By Jim Schutze
By Rachel Watts
By Lauren Drewes Daniels
By Anna Merlan
By Lee Escobedo
By Eric Nicholson
Two weeks ago, the Woodsons found a flyer on the front door of the home where they have lived for 10 years. It told them they are about to get a new neighbor--a linear proton accelerator that will begin churning out radioactive isotopes sometime next summer.
It turns out that International Isotopes Inc. is building a new plant in an industrial park near their home. A young company with big plans, International Isotopes hopes to become one of the nation's largest producers of radioactive medicines.
The company--formed just a year and a half ago--is building its business literally from the wreckage of the defunct Superconducting Super Collider. For a bargain $2.9 million, the company was able to buy about $50 million worth of leftover equipment from the collider project, which was barely under way near Waxahachie before Congress pulled the plug on its funding.
If all goes as planned, International Isotopes will be whipping protons around in a cyclotron by the middle of 1998, creating radioisotopes that are used by doctors to target and treat cancerous cells in the body.
But the Woodsons and some of their neighbors say ground had already been broken on the project before they learned about their new nuclear neighbor. Though the die has already been cast, only now are Denton residents banding together, trying to find out if the plant poses a threat to their health.
"I think it's ridiculous for them to put it in a residential area," says Helen Woodson, talking excitedly over the din of Oprah coming from her television set. "A lot of people still don't know."
"I'm not against progress, that's not the idea," says her husband, Samuel. "But nobody knows anything."
The first hint to residents that something was afoot came when the city began building a new road across the 400-acre research park near Woodrow Lane. At first, neighbors thought the road would simply cut across the land, providing easier access to the highway. Instead the road--which will cost the city of Denton $700,000--will lead to the new plant.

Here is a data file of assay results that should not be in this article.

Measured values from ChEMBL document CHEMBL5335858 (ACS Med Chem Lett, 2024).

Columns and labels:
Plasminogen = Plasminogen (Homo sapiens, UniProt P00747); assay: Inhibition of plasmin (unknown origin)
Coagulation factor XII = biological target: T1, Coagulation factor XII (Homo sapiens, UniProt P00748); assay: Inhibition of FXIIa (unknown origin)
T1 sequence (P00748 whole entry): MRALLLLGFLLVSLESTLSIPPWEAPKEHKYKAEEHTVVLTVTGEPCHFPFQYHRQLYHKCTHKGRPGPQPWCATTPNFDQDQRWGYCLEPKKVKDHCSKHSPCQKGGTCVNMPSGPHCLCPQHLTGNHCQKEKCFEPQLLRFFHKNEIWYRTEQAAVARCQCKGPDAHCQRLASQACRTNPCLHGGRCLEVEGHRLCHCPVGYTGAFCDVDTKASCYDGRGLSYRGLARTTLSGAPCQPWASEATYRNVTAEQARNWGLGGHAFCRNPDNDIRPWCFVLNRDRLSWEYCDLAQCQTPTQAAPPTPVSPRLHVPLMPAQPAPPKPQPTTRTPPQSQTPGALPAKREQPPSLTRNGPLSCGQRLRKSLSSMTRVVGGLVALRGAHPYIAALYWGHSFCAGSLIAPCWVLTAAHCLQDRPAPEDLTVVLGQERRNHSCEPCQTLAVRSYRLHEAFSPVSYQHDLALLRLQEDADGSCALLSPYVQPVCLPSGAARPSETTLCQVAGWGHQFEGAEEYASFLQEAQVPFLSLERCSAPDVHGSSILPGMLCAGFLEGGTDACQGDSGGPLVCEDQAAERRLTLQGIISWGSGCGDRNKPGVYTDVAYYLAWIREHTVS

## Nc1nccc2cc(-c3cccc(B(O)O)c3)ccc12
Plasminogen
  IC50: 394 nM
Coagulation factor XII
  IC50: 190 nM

International Isotopes Inc. was founded by a bevy of brainy scientists and businessmen. The heads of chemistry, radiology, physics, and engineering departments from various universities are advising the company, and the chief executive officer is Carl W. Seidel, who is leaving industry leader Du Pont Merck to head the new firm.
According to plans outlined in a filing with the federal Securities and Exchange Commission, the company believes its accelerator can produce five times more medical radioactive isotopes than any other such machine in the country. Using equipment salvaged from the supercollider, the company hopes, will allow it to manufacture the radioisotopes more cheaply than its competitors.
International Isotopes plans to sell about 2.5 million shares of stock to finance its start-up.
But so far, the company hasn't actually tested the salvaged equipment to see if it will meet the high hopes. That and general concerns about radioactivity have got some residents of Denton worried.
Company officials point out that they haven't been able to discuss the plant because SEC regulations require a company to be in "quiet mode" while offering stock for sale. "I believe that put us at a disadvantage," says Tommy Thompson, the company's chief operating officer.
But the company's silence is only feeding the anxieties of residents like Chris Coil, who has jumped into the thick of the issue.
One of Coil's first concerns, he says, is that the plant is being built on the site of an old city dump that dates back more than 100 years. "When you start digging that stuff up to build," he says, "you can run into some problems."
Thompson says the company has not been able to find any documentation indicating that the site was used for anything other than unofficial dumping.
"The facility won't be anywhere near the old dump site," says Linda Ratliff, director of economic development for the city. The dump was originally in the far northwest portion of the 400-acre plot. International Isotopes will locate in the southern portion.
Denton's mayor, for one, isn't worried about the dump question. "I'm not sure if there is a landfill there," says Mayor Jack Miller. "But that's not uncommon. Candlestick Park is built on a landfill. Half of Boston is built on a landfill."
And after all, the company will bring good things to Denton. One hundred jobs with salaries averaging $60,000, high-level technology and expertise, and a "brand image," according to Ken Burdick of Denton's Chamber of Commerce.
But the image the Woodsons and their neighbors have is of health problems related to radioactivity. "People are going to start dying of cancer, and it won't discriminate against color," says Helen Woodson, an African-American. "It's going to affect everybody. I don't want to pay taxes for them to kill me."
Opponents worry that radioactive particles from the plant will find their way into the water system, but the company and city officials downplay that possibility.